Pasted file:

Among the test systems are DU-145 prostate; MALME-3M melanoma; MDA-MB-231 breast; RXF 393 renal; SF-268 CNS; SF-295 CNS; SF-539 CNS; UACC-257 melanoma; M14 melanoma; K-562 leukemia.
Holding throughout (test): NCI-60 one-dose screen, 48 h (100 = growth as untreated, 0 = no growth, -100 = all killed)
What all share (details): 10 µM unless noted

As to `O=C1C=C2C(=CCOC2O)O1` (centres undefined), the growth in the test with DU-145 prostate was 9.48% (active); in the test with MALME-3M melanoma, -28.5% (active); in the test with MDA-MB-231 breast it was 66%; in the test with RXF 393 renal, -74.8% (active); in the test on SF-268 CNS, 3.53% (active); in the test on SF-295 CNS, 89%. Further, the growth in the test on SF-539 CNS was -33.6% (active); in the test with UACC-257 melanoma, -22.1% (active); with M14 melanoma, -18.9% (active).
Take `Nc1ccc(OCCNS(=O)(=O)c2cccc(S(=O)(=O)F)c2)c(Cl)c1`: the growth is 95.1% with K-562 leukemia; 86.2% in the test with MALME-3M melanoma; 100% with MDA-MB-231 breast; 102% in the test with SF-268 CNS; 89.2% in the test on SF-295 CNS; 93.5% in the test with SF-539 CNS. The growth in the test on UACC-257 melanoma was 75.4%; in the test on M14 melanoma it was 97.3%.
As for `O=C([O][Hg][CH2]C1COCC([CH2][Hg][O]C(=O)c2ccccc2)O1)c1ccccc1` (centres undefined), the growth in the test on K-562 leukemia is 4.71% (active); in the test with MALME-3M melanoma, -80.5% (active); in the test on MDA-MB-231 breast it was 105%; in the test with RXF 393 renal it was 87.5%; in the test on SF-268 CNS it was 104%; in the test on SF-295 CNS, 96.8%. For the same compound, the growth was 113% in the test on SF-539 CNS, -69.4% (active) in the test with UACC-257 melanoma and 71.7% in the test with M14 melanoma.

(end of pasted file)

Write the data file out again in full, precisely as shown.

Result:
Among the test systems are DU-145 prostate; MALME-3M melanoma; MDA-MB-231 breast; RXF 393 renal; SF-268 CNS; SF-295 CNS; SF-539 CNS; UACC-257 melanoma; M14 melanoma; K-562 leukemia.
Holding throughout (test): NCI-60 one-dose screen, 48 h (100 = growth as untreated, 0 = no growth, -100 = all killed)
What all share (details): 10 µM unless noted

As to `O=C1C=C2C(=CCOC2O)O1` (centres undefined), the growth in the test with DU-145 prostate was 9.48% (active); in the test with MALME-3M melanoma, -28.5% (active); in the test with MDA-MB-231 breast it was 66%; in the test with RXF 393 renal, -74.8% (active); in the test on SF-268 CNS, 3.53% (active); in the test on SF-295 CNS, 89%. Further, the growth in the test on SF-539 CNS was -33.6% (active); in the test with UACC-257 melanoma, -22.1% (active); with M14 melanoma, -18.9% (active).
Take `Nc1ccc(OCCNS(=O)(=O)c2cccc(S(=O)(=O)F)c2)c(Cl)c1`: the growth is 95.1% with K-562 leukemia; 86.2% in the test with MALME-3M melanoma; 100% with MDA-MB-231 breast; 102% in the test with SF-268 CNS; 89.2% in the test on SF-295 CNS; 93.5% in the test with SF-539 CNS. The growth in the test on UACC-257 melanoma was 75.4%; in the test on M14 melanoma it was 97.3%.
As for `O=C([O][Hg][CH2]C1COCC([CH2][Hg][O]C(=O)c2ccccc2)O1)c1ccccc1` (centres undefined), the growth in the test on K-562 leukemia is 4.71% (active); in the test with MALME-3M melanoma, -80.5% (active); in the test on MDA-MB-231 breast it was 105%; in the test with RXF 393 renal it was 87.5%; in the test on SF-268 CNS it was 104%; in the test on SF-295 CNS, 96.8%. For the same compound, the growth was 113% in the test on SF-539 CNS, -69.4% (active) in the test with UACC-257 melanoma and 71.7% in the test with M14 melanoma.